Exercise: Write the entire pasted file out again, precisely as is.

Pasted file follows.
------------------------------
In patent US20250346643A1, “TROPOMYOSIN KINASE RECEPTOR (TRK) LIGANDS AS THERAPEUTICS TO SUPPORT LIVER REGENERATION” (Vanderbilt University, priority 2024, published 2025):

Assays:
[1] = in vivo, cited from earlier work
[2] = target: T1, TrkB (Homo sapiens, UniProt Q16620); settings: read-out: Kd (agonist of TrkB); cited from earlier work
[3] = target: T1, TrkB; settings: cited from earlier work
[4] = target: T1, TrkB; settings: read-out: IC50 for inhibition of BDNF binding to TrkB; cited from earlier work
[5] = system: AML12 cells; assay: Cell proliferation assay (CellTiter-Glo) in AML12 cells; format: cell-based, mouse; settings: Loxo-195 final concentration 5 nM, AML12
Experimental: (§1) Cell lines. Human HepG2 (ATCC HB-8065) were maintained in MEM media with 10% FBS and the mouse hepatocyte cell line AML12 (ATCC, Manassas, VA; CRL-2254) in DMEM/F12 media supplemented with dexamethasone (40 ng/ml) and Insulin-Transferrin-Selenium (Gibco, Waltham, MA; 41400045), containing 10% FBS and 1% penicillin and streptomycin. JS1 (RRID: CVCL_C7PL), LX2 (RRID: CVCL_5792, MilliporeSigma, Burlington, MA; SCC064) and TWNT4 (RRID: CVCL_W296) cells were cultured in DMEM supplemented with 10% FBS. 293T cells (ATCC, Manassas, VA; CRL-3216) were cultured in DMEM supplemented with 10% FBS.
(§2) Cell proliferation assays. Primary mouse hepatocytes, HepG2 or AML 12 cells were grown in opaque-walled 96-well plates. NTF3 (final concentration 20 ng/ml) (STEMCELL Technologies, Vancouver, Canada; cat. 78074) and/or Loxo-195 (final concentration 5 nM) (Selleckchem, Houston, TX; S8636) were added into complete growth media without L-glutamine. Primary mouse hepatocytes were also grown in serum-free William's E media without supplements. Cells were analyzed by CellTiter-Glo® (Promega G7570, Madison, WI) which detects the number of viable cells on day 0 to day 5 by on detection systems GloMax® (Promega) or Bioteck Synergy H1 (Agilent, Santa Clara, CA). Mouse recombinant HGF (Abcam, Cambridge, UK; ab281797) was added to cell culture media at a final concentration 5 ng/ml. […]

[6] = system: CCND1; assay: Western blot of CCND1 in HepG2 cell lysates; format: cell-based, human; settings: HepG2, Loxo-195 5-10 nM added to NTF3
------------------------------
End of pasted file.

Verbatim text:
In patent US20250346643A1, “TROPOMYOSIN KINASE RECEPTOR (TRK) LIGANDS AS THERAPEUTICS TO SUPPORT LIVER REGENERATION” (Vanderbilt University, priority 2024, published 2025):

Assays:
[1] = in vivo, cited from earlier work
[2] = target: T1, TrkB (Homo sapiens, UniProt Q16620); settings: read-out: Kd (agonist of TrkB); cited from earlier work
[3] = target: T1, TrkB; settings: cited from earlier work
[4] = target: T1, TrkB; settings: read-out: IC50 for inhibition of BDNF binding to TrkB; cited from earlier work
[5] = system: AML12 cells; assay: Cell proliferation assay (CellTiter-Glo) in AML12 cells; format: cell-based, mouse; settings: Loxo-195 final concentration 5 nM, AML12
Experimental: (§1) Cell lines. Human HepG2 (ATCC HB-8065) were maintained in MEM media with 10% FBS and the mouse hepatocyte cell line AML12 (ATCC, Manassas, VA; CRL-2254) in DMEM/F12 media supplemented with dexamethasone (40 ng/ml) and Insulin-Transferrin-Selenium (Gibco, Waltham, MA; 41400045), containing 10% FBS and 1% penicillin and streptomycin. JS1 (RRID: CVCL_C7PL), LX2 (RRID: CVCL_5792, MilliporeSigma, Burlington, MA; SCC064) and TWNT4 (RRID: CVCL_W296) cells were cultured in DMEM supplemented with 10% FBS. 293T cells (ATCC, Manassas, VA; CRL-3216) were cultured in DMEM supplemented with 10% FBS.
(§2) Cell proliferation assays. Primary mouse hepatocytes, HepG2 or AML 12 cells were grown in opaque-walled 96-well plates. NTF3 (final concentration 20 ng/ml) (STEMCELL Technologies, Vancouver, Canada; cat. 78074) and/or Loxo-195 (final concentration 5 nM) (Selleckchem, Houston, TX; S8636) were added into complete growth media without L-glutamine. Primary mouse hepatocytes were also grown in serum-free William's E media without supplements. Cells were analyzed by CellTiter-Glo® (Promega G7570, Madison, WI) which detects the number of viable cells on day 0 to day 5 by on detection systems GloMax® (Promega) or Bioteck Synergy H1 (Agilent, Santa Clara, CA). Mouse recombinant HGF (Abcam, Cambridge, UK; ab281797) was added to cell culture media at a final concentration 5 ng/ml. […]

[6] = system: CCND1; assay: Western blot of CCND1 in HepG2 cell lysates; format: cell-based, human; settings: HepG2, Loxo-195 5-10 nM added to NTF3